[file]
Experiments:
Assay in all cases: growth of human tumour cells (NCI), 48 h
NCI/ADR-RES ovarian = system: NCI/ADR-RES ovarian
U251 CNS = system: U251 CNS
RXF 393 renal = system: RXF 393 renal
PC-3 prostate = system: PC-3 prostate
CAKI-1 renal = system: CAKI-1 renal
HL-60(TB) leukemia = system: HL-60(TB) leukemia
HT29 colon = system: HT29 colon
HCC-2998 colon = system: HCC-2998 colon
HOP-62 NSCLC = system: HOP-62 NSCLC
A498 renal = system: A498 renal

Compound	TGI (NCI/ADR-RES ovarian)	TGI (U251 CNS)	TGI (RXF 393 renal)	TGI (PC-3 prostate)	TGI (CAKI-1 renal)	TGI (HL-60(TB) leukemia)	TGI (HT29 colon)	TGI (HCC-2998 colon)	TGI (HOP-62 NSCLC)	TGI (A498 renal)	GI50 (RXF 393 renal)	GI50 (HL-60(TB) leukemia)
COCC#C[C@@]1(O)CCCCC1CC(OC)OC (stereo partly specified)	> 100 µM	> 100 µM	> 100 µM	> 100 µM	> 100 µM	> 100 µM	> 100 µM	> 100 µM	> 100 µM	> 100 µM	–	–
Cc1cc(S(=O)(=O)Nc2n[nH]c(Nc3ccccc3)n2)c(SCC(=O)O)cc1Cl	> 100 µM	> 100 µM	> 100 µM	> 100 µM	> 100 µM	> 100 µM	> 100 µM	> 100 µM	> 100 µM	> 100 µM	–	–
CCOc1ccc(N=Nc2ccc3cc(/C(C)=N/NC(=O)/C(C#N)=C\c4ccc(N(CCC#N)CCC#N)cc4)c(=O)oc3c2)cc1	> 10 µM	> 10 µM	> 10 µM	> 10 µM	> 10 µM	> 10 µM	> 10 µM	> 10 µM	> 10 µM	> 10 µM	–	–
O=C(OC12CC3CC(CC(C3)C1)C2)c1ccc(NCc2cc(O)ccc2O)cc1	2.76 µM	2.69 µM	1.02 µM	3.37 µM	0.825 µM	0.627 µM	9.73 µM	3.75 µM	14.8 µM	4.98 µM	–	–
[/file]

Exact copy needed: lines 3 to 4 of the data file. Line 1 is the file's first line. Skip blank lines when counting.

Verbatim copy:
NCI/ADR-RES ovarian = system: NCI/ADR-RES ovarian
U251 CNS = system: U251 CNS